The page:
Sunday, January 19

UCLA-led study finds climate change may cause increase in premature births



Climate change may cause childbirth to occur up to two weeks earlier than expected, according to a UCLA-led study.

Researchers analyzed birth and weather records from 1969 to 1988 in counties across the United States. The study, published in Nature Climate Change in December 2019, found that high temperatures cause a spike in birth rates.

According to the study, a single day with a maximum temperature greater than 90 degrees Fahrenheit causes infants to be born on average 6.1 days early.

However, in hot counties, hot days don’t affect childbirth as drastically as cooler counties, said Jessamyn Schaller, a study co-author and an economics professor at Claremont McKenna College. This may be due to biological adaptation or the increased use of air conditioning, she added.

The researchers found that from 1969 to 1988, an average of 25,000 births per year came before expected because of heat exposure. It is estimated that by the end of the century, the figure will rise to 42,000 births per year, the study stated.

Alan Barreca, first author of the study and an associate professor at the Institute of the Environment and Sustainability, said he thinks early births affect a child’s physiological development.

Barreca also said that children who are born early often have worse respiratory health and an increased chance of mortality. He added that children born in extreme heat tend to have lower incomes in adulthood.

Dr. Leena Nathan, medical director for UCLA Community Obstetrics and Gynecology Practices, said babies that are born in a short pregnancy term can have long-term problems anytime throughout their livee. Some of these complications include problems with respiration and problems with learning, she said.

“A premature birth can affect everything from the intestines to the eyes (and) brain, so we really like to try to avoid preterm birth as much as possible,” she said.

Nathan said that in extreme heat women have more pregnancy issues and contractions because their blood vessels dilate in order to control increasing body temperature.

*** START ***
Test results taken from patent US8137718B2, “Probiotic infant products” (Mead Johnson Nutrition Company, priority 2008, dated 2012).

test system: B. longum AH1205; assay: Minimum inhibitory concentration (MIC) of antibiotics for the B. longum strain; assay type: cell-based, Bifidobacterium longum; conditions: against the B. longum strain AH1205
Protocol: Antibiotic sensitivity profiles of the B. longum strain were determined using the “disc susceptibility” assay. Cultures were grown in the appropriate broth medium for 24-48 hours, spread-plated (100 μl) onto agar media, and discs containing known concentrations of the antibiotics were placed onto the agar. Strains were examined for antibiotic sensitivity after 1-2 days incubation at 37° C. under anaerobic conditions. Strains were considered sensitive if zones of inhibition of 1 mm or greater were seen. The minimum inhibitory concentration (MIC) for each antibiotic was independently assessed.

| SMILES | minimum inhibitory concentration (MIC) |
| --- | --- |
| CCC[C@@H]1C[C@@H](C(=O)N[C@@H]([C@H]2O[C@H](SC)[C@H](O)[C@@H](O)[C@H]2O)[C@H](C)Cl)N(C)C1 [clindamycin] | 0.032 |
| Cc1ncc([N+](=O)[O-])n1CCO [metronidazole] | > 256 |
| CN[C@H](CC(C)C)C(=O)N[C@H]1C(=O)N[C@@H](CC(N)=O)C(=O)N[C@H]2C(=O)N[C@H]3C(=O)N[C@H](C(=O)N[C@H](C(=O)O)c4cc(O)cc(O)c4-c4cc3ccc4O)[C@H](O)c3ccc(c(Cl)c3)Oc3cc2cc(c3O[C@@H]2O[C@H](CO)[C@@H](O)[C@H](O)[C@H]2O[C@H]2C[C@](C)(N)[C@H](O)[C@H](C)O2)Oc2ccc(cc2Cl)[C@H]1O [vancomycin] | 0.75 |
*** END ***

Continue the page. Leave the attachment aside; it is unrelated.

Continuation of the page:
In order to combat this, she said, pregnant women must find the coolest place they can stay and stay well hydrated to have a healthy pregnancy.

The research paper states that a full-term pregnancy is about 40 weeks, but in practice anything between 37 and 40 weeks is considered a healthy term, Nathan said. Anything below 37 weeks is cause for concern and is classified as a premature birth, Nathan added.

The research has also caught the attention of lawmakers.

A group of U.S. senators, including Dianne Feinstein, Elizabeth Warren and Richard Blumenthal, addressed a letter to the Centers for Disease Control and Prevention describing the results and urging the organization to develop solutions to the health impacts caused by climate change.

“Given that climate change is already contributing to rising temperatures in our country and that babies born too early are more likely to suffer negative health outcomes including death, (the) CDC must confront climate change as a public health imperative to mitigate the lasting consequences it will have on future Americans to come,” the letter read.

The study also found that air conditioning plays an important role in mitigating harmful effects.

However, the use of air conditioning is problematic, Barreca said. Air conditioning emits greenhouse gasses that contribute to global warming. Additionally, low-income groups often do not have air conditioners, he said.

“This is another case where climate change is actually an economic justice issue,” he said. “The people that are economically capable will be able to adapt, but other people won’t.”

Schaller said hot weather might impact pregnant women from disadvantaged groups more because they can’t afford air conditioning and lack quality health care. According to the study, black women were more affected by hot days than white women.

Nathan said in her experience, black women have a higher rate of maternal morbidity and mortality and have a higher risk of preterm delivery. One reason is the lack of access to resources such as an air-conditioned room when it becomes very hot.

“The increasing temperature can actually increase the disparity and outcomes amongst these patients,” Nathan said.

Barreca said he is unsure why high temperatures and birth rate are related. He said he thinks it may be due to an increase in oxytocin, a hormone found in pregnant women, or insomnia incurred by the heat.

He also said he is currently researching ways to provide low-income households access to air conditioning.

“To me, this is where we’re at this level of economic development for purpose,” Barreca said. “Those of us that are capable need to be really helping the vulnerable children in our country, our neighbors around the world and even other countries that have less income.”

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Bernard Mendez

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